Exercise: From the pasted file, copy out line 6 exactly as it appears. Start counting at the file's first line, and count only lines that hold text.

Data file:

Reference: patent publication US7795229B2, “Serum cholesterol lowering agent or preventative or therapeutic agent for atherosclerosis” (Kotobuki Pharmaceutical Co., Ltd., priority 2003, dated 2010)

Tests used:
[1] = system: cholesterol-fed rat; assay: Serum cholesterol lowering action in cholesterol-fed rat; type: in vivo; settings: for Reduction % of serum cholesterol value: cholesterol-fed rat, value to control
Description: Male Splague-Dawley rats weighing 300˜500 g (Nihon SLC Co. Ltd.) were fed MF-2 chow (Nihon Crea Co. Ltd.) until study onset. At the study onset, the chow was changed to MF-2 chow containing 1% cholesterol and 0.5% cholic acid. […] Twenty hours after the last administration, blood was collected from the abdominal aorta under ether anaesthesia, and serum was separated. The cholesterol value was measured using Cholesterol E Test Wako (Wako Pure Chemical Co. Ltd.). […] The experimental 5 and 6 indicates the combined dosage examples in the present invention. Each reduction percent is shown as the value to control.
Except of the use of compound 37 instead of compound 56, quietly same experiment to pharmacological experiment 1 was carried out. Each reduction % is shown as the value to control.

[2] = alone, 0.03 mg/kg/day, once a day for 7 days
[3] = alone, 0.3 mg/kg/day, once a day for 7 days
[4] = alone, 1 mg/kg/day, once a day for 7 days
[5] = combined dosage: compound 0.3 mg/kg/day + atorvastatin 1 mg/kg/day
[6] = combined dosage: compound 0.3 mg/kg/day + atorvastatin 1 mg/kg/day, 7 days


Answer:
[2] = alone, 0.03 mg/kg/day, once a day for 7 days